Topeka Planned Parenthood filed a federal lawsuit Monday over a provision in Kansas’ next state budget that prevents the organization from receiving federal family planning funding, marking the first of what could be several legal challenges to policies successfully pushed by abortion opponents this year.
The lawsuit comes as Planned Parenthood of Kansas and Mid-Missouri awaits word from the state about whether it will receive a license to continue performing abortions after Friday in Kansas. Its clinic was inspected last week under a separate state law that recently set up a special licensing process for abortion providers, and one of Kansas’ three providers has already been denied a license.
Abortion rights advocates fear that none of the three will get a license, making Kansas the first state in the nation without an abortion provider. Other new Kansas laws taking effect Friday restrict private health insurance coverage for most abortions, require doctors to obtain written consent from parents before terminating minors’ pregnancies and tighten restrictions on abortions after the 21st week of pregnancy, based on the disputed claim that a fetus can feel pain.
“The climate is one of sustained assaults on the fundamental rights of women to health care,” Peter Brownlie, the Planned Parenthood chapter’s president and chief executive officer, said during a news conference.
The Planned Parenthood lawsuit, filed in U.S. District Court in Kansas City, Kan., challenges a budget provision that requires the state’s portion of federal family planning dollars go first to public health departments and hospitals. It leaves no money for Planned Parenthood and similar groups. Planned Parenthood expects the provision to cost it about $331,000.
The lawsuit alleges the provision violates the organization’s rights to free speech and legal due process. It was filed against Gov. Sam Brownback, an anti-abortion Republican who took office in January, and Robert Moser, his secretary of health and environment.
The measure is less far-reaching than a plan enacted in Indiana that cuts off Medicaid funds for Planned Parenthood. A federal judge has blocked that law, saying Indiana can’t deny funds for general health services such as breast exams and Pap tests just because Planned Parenthood also performs abortions.
Still, Planned Parenthood contends that Kansas’ budget provision will do “significant and irreparable harm” to men and women seeking family planning services. Planned Parenthood offers abortion services in Kansas only at its clinic in Overland Park, a Kansas City suburb, but also has clinics in Wichita and Hays that serve about 5,700 patients.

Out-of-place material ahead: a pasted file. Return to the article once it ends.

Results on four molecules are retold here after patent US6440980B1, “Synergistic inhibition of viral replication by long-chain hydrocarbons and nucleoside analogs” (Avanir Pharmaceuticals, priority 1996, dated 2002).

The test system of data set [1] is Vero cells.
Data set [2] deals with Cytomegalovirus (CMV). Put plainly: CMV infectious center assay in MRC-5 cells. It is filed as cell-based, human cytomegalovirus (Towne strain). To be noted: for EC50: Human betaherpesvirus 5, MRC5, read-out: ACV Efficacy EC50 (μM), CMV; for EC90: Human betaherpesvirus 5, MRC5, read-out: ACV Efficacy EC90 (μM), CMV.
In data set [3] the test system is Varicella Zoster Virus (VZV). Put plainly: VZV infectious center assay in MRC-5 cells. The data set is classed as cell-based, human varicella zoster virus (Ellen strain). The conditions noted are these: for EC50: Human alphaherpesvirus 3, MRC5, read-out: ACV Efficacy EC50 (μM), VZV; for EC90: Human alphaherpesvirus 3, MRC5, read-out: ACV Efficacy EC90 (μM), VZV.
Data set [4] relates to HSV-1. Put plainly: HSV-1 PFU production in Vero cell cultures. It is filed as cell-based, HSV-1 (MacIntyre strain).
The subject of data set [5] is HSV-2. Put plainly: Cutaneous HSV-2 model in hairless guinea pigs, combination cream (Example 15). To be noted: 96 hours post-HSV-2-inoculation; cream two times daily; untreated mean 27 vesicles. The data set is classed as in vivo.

Its lawsuit argues that the budget provision represents a punishment for publicly advocating abortion rights.
“We rely on the legislative record and the public comments of the various public officials,” Brownlie said. “Its intent was to defund Planned Parenthood.”
But backers of the budget provision argue that Kansas residents who oppose abortion shouldn’t be forced to have their tax dollars subsidize abortions.
“Kansas taxpayers have made it clear they do not wish to underwrite organizations that perform abortions,” Brownback said in a statement. The governor later said the provision was among many enacted to help keep the state budget balanced and that Planned Parenthood doesn’t qualify for family planning dollars “because of its business practices.”
Planned Parenthood maintains that it keeps abortion services separate from other services, such as family planning, though abortion opponents contend any state funds ultimately help support the chapter’s clinic in Overland Park.
Paying after the fact
Mary Kay Culp, executive director of Kansans for Life, said it makes little sense to give family planning dollars to Planned Parenthood since it can make money terminating unwanted pregnancies if it fails to prevent them.
“They evidently think they have a right to it because they’ve had it so long, but it’s taxpayer money,” Culp said.
Meanwhile, Planned Parenthood and the state’s two other abortion providers, also in the Kansas City area, have been considering legal challenges to the clinic licensing law and the accompanying regulations. Among other things, those regulations list drugs and equipment they must have on hand, set allowable temperatures in procedure and recovery rooms, and establish the minimum size for procedure rooms. The licensing law mandates annual state inspections, including at least one unannounced visit.
Three health department inspectors spent two days examining Planned Parenthood’s clinic in Overland Park last week, while the Women’s Health Center, also in Overland Park, has an inspection set for Wednesday. The state’s third provider, the Aid for Women clinic in Kansas City, was denied a license without being inspected after disclosing on its application that its building would need extensive renovations to meet the regulations, the latest version of which were released only last week.
The rules are considered temporary, in effect for only four months, until the state health department can take public comments and consider changes.